Palestinian gunmen briefly seized the municipality in the West Bank town of Bethlehem, just four days before Christmas. It's the latest indication of the Palestinian Authority's inability to impose law and order.
About 20 Palestinian militants armed with assault rifles stormed into Bethlehem city hall, across from the Church of the Nativity, traditionally considered to be built over the birthplace of Jesus. The gunmen were from the Al Aksa Martyrs Brigades, a militant group linked to the ruling Fatah movement of Palestinian leader Mahmoud Abbas. They demanded to be put on the payroll of the Palestinian Authority.
"We want jobs," said one of the gunmen. "We want salaries for 320 Al Aksa members."
Hundreds of police rushed to the scene and after a tense one-hour standoff, the gunmen left peacefully when Mr. Abbas agreed to consider their demands.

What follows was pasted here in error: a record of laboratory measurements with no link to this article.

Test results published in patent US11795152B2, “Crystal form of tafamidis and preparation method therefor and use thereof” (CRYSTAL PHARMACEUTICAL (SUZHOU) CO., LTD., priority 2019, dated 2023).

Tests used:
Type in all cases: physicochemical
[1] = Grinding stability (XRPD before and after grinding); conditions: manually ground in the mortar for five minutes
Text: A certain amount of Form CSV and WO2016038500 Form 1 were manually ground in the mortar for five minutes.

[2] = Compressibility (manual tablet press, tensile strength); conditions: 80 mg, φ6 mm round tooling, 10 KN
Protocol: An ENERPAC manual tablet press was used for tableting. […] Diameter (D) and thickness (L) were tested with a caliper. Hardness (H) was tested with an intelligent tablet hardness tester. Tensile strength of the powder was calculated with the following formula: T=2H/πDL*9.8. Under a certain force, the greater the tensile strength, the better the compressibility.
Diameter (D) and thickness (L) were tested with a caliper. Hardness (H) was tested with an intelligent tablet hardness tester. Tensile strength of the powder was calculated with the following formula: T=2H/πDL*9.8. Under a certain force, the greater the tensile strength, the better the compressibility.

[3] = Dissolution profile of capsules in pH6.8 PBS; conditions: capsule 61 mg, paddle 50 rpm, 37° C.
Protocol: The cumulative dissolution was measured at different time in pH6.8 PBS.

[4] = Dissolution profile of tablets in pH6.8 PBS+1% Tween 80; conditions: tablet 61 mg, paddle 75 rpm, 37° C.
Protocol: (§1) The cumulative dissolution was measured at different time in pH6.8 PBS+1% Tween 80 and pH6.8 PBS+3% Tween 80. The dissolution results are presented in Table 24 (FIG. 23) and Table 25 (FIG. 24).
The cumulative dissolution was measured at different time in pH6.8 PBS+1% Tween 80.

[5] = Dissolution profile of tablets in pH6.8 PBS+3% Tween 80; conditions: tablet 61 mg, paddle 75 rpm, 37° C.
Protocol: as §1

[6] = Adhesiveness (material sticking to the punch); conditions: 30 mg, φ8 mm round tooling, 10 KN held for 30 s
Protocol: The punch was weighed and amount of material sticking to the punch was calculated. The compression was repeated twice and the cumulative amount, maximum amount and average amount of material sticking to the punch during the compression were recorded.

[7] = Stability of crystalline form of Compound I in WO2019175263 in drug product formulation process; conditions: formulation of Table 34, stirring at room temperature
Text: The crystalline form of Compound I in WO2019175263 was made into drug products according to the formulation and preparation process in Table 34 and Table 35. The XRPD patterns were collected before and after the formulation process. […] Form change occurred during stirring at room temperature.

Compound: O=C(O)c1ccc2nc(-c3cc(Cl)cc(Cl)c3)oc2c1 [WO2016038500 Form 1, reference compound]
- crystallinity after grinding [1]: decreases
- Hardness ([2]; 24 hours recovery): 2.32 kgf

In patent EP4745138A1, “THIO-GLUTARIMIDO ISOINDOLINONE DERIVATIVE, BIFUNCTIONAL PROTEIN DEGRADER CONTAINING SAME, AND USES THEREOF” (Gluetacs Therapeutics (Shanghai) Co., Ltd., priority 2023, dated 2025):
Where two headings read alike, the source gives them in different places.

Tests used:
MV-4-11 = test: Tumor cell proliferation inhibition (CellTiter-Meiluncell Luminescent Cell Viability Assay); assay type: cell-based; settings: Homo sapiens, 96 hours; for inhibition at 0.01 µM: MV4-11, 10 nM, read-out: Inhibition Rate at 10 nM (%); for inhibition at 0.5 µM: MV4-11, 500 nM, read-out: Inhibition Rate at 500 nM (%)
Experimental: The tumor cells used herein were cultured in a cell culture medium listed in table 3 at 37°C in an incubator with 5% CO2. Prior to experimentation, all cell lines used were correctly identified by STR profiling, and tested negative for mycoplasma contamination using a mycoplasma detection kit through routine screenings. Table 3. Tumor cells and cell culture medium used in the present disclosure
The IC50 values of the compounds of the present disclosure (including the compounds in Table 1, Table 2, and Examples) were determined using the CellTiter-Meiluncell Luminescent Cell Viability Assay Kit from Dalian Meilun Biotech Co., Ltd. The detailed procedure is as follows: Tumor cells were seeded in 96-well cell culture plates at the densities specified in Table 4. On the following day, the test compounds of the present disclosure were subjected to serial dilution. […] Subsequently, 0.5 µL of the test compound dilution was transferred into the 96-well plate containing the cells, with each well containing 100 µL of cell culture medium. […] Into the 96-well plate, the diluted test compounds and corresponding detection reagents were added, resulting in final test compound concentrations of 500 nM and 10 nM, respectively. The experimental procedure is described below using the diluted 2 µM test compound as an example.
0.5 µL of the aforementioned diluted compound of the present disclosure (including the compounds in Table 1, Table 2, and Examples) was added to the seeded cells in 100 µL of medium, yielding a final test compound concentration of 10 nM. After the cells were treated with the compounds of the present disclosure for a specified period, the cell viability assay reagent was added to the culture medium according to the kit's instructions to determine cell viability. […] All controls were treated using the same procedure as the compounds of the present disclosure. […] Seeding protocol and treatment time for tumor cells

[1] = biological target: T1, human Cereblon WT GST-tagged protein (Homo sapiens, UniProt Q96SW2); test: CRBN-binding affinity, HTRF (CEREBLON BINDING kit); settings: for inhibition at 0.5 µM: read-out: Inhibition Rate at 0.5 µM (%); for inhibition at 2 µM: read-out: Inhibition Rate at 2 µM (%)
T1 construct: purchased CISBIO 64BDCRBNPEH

President Abbas was elected a year ago on a platform of restoring law and order, a vital element for Palestinian statehood. But his security forces have been unable to seize control from the well-armed militants who rule the streets.
The incident was a major embarrassment for the Palestinian Authority, as it tries to lure thousands of pilgrims to Bethlehem for Christmas.
"What happened is regrettable, especially since it comes at a time when the city is preparing for Christmas festivities," said Bethlehem Mayor Victor Batarseh.
A lull in Israeli-Palestinian violence is expected to bring the most tourists to Bethlehem in five years. But Palestinian officials say they are worried that the spectacle of masked men armed with assault rifles parading through Manger Square will scare visitors away.